If the togetherweserved site record is your wife's great uncle, here is the administrator's contact. There is also a link for an online form that is in the upper right-hand corner of the record page that is their profile number ATWS 204472. It also says:

      "If you have any photo(s) you would like to add to this Remembrance Profile, please send these in jpeg file format to the Administrator at

      admin@togetherweserved.com

      and quote Profile Number: ATWS 204472. We will add these as soon as received."
    10. solver solver, 7 years ago
      Last bit of info:

      1. Here is a photocopy from the National Archives for Winnebago County that shows his service number as 36617870.
      http://media.nara.gov/media/images/28/29/28-2809a.gif

      scottvez is an expert so apparently there is a discrepancy in the service number. Here is the information to request military records from the National Archives:
      http://www.archives.gov/st-louis/military-personnel/public/general-public.html

      2. From the Freeport [Illinois] Journal Standard, November 17, 1948. I copied the text only since a subscription is required to see the actual newspaper.

      "Bodies Of Three Freeport Veterans Arrive In U. S. Today

      When the U. S. army transport Carroll Victory arrived today in New York harbor the ship returned the bodies of three Freeport veterans, and three others from St.eph- enson county. Among the list of 7,572 returned from Europe, 452 were from Illinois. These war dead had originally been interred in temporary military cemeteries in France, Belgium and Holland. The list of the deceased veterans from this county is as follows: S/Sgt. Jack W. Sellke, son of Mr. and Mrs. Edwin L. Sellke, 304 South Walnut avenue; Sgt. William | P. Bessei;t, Jr., son of Mr. and Mrs. William F. Bcssert, 818 East Shawnee street; Pfc. Donald L. Weber, son of Mr. and Mrs. Roy R. Weber, 438 South Locust avenue, all of Freeport. S/Sgt. Russell W. Ter Hark, son of Mr. and Mrs. Fred Ter Hark, and Sgt. Harley E. Swartz, son of Mrs. Mary Swartz, both of Ridott; and St?t. William H. Campbell, son of Mr. and Mrs. William H. Campbell, Winslow, route 2.

      Sgt. Swartz registered for service outside of Stephenson county. ..."
    11. solver solver, 7 years ago
      :-) This is truly my last post but I needed a break from doing something else.

      Here is info for Sgt. Swartz's gravesite. Both headstone photos indicate he was in the 66th and 71st infantry divisions. The birth dates are slightly different (October 2, 1921, and the other simply states 1920).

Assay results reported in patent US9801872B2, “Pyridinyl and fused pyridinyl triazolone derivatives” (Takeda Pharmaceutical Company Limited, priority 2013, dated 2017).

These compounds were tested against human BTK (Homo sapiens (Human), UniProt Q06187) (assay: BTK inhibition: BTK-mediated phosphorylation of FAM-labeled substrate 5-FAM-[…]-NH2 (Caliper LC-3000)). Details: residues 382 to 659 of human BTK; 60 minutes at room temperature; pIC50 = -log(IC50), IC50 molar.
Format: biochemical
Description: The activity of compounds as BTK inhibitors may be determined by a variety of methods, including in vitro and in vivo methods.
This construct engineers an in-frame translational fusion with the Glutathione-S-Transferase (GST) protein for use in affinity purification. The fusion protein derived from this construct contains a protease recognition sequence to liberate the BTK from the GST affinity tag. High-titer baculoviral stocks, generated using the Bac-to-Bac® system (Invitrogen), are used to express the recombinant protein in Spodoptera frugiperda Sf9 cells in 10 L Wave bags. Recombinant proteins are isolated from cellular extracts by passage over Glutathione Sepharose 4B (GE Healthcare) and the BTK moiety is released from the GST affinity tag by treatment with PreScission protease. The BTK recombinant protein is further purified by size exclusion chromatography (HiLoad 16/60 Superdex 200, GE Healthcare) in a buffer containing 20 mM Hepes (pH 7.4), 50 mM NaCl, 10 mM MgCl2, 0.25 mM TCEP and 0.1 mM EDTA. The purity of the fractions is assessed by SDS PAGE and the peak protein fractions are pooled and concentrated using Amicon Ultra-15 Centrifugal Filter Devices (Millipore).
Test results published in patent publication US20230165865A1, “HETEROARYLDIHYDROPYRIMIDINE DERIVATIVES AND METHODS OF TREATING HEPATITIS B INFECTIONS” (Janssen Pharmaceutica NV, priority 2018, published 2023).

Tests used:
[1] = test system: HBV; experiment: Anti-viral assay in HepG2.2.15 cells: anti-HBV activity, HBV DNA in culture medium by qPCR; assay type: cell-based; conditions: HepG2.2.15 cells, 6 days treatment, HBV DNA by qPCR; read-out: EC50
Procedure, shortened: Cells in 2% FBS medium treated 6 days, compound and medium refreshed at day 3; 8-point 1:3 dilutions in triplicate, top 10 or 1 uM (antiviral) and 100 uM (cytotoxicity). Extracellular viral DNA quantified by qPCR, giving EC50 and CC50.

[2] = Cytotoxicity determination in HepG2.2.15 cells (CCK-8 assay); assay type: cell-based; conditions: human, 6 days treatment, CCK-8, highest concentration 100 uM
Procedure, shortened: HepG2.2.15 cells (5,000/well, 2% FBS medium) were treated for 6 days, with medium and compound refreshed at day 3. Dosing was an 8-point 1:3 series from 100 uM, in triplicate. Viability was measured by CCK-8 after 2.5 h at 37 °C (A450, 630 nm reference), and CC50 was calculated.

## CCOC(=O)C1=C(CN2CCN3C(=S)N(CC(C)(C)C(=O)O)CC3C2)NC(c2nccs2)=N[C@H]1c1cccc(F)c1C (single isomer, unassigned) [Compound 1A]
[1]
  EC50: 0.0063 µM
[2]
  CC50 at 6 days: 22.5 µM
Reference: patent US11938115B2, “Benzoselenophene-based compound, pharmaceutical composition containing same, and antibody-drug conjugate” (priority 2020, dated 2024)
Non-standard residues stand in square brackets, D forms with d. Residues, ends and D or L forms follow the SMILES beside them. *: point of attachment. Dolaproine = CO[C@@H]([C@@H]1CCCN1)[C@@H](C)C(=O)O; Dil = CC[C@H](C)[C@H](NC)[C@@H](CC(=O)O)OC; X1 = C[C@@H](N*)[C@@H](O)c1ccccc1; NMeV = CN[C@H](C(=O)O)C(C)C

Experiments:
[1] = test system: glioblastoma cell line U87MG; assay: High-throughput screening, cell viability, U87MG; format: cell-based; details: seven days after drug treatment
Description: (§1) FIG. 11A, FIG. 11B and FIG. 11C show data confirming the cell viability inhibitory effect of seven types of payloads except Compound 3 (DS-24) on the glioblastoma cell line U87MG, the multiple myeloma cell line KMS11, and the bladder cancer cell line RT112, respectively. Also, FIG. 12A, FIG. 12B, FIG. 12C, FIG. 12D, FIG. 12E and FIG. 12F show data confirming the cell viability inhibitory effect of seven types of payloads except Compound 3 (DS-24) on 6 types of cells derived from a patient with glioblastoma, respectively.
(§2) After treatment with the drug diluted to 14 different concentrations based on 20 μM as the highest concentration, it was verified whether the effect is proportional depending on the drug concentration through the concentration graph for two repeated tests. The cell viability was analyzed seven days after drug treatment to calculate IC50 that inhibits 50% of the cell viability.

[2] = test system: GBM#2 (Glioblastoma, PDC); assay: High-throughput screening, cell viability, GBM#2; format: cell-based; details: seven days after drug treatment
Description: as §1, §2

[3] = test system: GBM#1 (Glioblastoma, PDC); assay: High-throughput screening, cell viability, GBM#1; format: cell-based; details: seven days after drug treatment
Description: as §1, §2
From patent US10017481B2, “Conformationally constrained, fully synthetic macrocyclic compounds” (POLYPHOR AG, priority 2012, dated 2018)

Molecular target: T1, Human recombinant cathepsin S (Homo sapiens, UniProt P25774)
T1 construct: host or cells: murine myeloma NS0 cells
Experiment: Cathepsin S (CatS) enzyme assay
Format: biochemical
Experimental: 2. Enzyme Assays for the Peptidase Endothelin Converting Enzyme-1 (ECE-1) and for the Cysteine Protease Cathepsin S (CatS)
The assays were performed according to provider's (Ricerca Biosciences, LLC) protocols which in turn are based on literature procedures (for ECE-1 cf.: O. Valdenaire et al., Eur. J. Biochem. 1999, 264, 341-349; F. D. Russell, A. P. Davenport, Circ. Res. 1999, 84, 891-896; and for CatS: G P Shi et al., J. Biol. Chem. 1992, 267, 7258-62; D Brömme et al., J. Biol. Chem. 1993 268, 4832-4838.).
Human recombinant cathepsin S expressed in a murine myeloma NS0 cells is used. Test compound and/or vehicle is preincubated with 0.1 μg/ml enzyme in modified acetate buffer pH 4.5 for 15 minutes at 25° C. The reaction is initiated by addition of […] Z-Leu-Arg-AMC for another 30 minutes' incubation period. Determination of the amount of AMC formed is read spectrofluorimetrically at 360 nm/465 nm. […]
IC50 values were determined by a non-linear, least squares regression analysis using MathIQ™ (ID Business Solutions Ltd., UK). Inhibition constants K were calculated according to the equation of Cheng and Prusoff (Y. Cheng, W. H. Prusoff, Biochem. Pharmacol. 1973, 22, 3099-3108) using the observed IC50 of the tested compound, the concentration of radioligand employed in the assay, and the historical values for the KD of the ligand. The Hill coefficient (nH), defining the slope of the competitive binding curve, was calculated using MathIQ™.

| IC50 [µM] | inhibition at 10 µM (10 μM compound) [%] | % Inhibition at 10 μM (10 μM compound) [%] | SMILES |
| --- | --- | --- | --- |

http://www.findagrave.com/cgi-bin/fg.cgi?page=gr&GSln=swartz&GSfn=harley&GSbyrel=all&GSdyrel=all&GSst=16&GScnty=790&GScntry=4&GSob=n&GRid=29659079&df=all&;

      Burial: Harrison Cemetery
      Harrison (Winnebago County)
      Winnebago County, Illinois
    12. SEAN68 SEAN68, 7 years ago
      Yes , I would not rip open the matting just leave it in the beautiful frame.
    13. scottvez scottvez, 7 years ago
      I wouldn't "rip open" the matting either.

      Bottom line it is your photo.

      Most of the collector value is in the PATCH-- whole patch is much more desirable than the small section visible. The framing is easily reassembled and may save the image. I have found these held in a folder with poor quality (yellowing) tape that was causing damage to the actual image area. Archival mounts can be cut to show the whole patch and preserve the image.

      Whatever you do/ don't do, it is a nice image!

      scott
    14. tlmbaran tlmbaran, 7 years ago
      Solver!
      Thank you SO MUCH for getting me the answers I needed.
      You have really helped me out so much, amd my wife and I are truly grateful.

      I hate to be a pain in the ass, but would you ba able to look up info onmy wife's grandpa on her mother's side, Alfred P. Pilling. His date of birth: August 4, 1918 (he did survive the war-I have his WWII uniform in my collection) I do know he was in Pattons 3rd Army as a Cavalry Scout in Europe, then when the war ended in Germany, he went to Japan in the 6th Army, worked as a payrol clerk, and was there for the occupation.
      Also, my wifes Grandfather on her dads side, Charles Ackerman. He was in the Marine Corps, fought in WWII and Korea. I know he won a few purple heart medals and a bronze star....what ever you can come up with, I would be grateful...
      Thank you so much!!
    15. scottvez scottvez, 7 years ago
      Good to have your "solving" expertise back on the forum, solver!

      scott